Toronto, ON, Canada; Boston Red Sox starting pitcher Daniel Bard (left) makes his way from the bullpen to the dugout with pitching coach Bob McClure (22) before playing against the Toronto Blue Jays at the Rogers Centre. The Blue Jays beat the Red Sox 5-1. Mandatory Credit: Tom Szczerbowski-US PRESSWIRE
You might be inclined to say that the beginning of the end for Daniel Bard came when the front office attempted to convert him into a starting pitcher. That would be skipping out on an important detail, though, as Bard's issues began before then. In fact, his struggles in September, 2011 were a large part of the reason why many felt he wasn't ready for the job as team's closer. After all, in a month when the Red Sox needed him to thrive, Bard instead struggled with his command, and the Red Sox fell one game short of a playoff berth.
Bard walked nine batters in 11 innings of work in September, while allowing 40 percent of his inherited runners to score. Prior to that point, Bard had allowed just 10 percent of inherited runners to score, stranding the rest. It wasn't just other people's runners he let in, though, as Bard's ERA ballooned from 2.03 to 3.33 from those 11 frames, thanks to a 10.64 September ERA.
Starting didn't break Daniel Bard. It might not have helped the recovery process, but issues with his mechanics began months before that was even a potential role for him in 2012. There was even the idea that, with a starter's preparation rather than a reliever's, Bard might eventually grow the arm strength necessary to last an entire season at full strength, or what passes for it over the grind of a 162-game season. The previous two seasons, he had faltered late, either from overuse in a thin bullpen, or simply because he exceeded what his arm allowed. There were reasons this was a good experiment not just for a Red Sox rotation in need of assistance, but also for Bard, too.
After posting a 5.33 ERA through 10 starts that balanced flashes of excellence with outright awfulness, Bard was demoted to Triple-A Pawtucket, a place he hadn't been to since the first half of the 2009 season. The plan was for Bard to simplify his mechanics, to get him back to where he was before even September occurred, before he muddied the picture with further tweaks. It's not that pitching coach Bob McClure wasn't capable of fixing him in the majors, but it was getting to the point where it wasn't clear the Red Sox could win with this iteration of Bard on the mound. To Pawtucket, where the games don't count in the same way, Bard was sent.
Time has proven their assessment prescient, as, in 27 appearances with the PawSox, Bard owns a 7.71 ERA, with 27 walks in 28 innings. Though there have been signs that Bard is returning to form, either through consistent showings in the mid-90s, or appearances without walks, there are also plenty of signs that things just aren't working for him. Take Tuesday night's contest, for example, as Bard walked four batters and allowed two runs without allowing a hit in one-third of a frame. This followed an appearance three days earlier, in which Bard allowed three runs on three hits and a strikeout in an inning of work.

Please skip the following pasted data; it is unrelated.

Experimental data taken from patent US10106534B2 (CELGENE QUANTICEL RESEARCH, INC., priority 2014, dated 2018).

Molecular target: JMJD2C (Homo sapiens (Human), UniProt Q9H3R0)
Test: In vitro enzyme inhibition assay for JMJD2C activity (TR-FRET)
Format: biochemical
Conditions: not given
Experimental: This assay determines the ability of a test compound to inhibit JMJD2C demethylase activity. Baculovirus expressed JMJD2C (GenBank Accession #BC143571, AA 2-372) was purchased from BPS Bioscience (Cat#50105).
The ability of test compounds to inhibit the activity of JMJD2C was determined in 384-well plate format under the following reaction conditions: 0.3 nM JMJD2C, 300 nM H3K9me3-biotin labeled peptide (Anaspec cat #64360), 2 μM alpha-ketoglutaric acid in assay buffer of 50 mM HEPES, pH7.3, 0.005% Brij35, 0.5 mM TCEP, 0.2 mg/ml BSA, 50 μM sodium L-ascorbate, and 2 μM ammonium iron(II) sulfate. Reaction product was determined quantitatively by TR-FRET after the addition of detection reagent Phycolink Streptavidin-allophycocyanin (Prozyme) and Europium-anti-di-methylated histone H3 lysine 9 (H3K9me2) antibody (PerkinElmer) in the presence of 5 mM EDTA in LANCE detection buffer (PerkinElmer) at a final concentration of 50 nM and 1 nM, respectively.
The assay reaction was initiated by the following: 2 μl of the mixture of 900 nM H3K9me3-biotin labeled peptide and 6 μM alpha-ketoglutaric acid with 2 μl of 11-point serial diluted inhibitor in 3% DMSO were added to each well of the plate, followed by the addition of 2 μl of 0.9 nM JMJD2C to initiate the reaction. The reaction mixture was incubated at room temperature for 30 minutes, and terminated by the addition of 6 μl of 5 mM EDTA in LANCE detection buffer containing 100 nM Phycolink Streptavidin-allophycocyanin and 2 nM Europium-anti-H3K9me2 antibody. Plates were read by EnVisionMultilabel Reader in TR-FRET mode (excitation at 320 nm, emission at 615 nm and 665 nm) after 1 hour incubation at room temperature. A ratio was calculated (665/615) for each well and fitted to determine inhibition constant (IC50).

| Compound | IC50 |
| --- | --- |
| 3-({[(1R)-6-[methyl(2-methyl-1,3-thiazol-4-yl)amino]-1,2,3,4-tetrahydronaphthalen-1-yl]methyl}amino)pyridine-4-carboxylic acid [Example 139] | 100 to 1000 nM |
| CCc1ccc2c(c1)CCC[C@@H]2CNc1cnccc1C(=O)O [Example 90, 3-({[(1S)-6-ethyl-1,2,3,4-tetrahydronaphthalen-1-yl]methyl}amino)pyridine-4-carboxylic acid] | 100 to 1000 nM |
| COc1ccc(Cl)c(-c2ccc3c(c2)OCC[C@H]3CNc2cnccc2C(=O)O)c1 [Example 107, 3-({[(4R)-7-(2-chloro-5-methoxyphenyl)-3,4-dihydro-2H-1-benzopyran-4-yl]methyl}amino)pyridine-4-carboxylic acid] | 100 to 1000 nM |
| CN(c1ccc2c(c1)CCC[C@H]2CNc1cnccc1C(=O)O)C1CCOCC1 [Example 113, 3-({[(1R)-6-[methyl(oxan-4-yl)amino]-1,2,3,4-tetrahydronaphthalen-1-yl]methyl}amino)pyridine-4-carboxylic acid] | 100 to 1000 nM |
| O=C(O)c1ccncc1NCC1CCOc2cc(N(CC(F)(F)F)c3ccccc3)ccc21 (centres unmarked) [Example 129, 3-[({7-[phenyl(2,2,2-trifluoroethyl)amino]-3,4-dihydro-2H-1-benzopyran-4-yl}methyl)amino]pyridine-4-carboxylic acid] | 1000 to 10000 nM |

Bard is now 27 years old, and it's not clear if there's a future for him in relief in the Red Sox bullpen, never mind trying to let him start ever again. Something happened to him, mentally or physically, and it's a bigger thing than just a conversion to starting. The signs were there before that something was amiss, but with the season's end in 2011 came the reinforcement that it was simply a poor month from an otherwise excellent arm. After seeing months of work in the majors and now against minor-league competition, though, is it truly that simple?
Does Bard need a fresh start elsewhere? Are the coaches here, who have improved the lot of others like Andrew Miller, Franklin Morales, and Clayton Mortensen just not reaching Bard? That's all the kind of stuff we can't prove for sure until it becomes more than a hypothetical scenario. With the bullpen depth the Red Sox have built up in the majors and minors, they can afford to package Bard somewhere else to a club that believes he can be salvaged. Even if he's just a reliever, Bard has three years of team control left to him, and the 2012 season didn't hike his price up any. If Boston can package Bard in a deal that nets them help in an area of need -- starting pitching, for instance -- is that something they should do?
While it might seem like selling low on Bard, there are two things to consider. There never was a sell-high time for Bard, as he was successful in his role (nearly) to the end and it was believed that switching him to starting could turn him into an average or better hurler, something the Red Sox were in dire need of. It's not as if Boston missed out on a time to deal him, as the lone scenarios were and are to sell on him now, before things get worse or stay the same, or sit on him in the hopes that the Bard of old, or some semblance of him, returns. Both sides have their obvious positives and negatives -- Bard could improve, or he could not -- and both are worth discussing.
Bard could simplify his mechanics with an off-season to dwell on and study them. This could result in Bard maintaining his velocity consistently, spotting his fastball, and getting the sharp bite and placement on his slider that he needs, when he needs it. Bard could also think too much on the matter, as he reportedly has already, and screw his career into the ground even further than it already is. Should the Red Sox absorb the risk in these scenarios, or is it better to send him packing, and hope the return makes it worth it, should he return to form?
Should the Red Sox trade Daniel Bard this off-season while he still has value to others, or hold on in the hopes he recovers?
Deal him while you still can (87 votes)
Give it time, he'll be back (148 votes)
235 total votes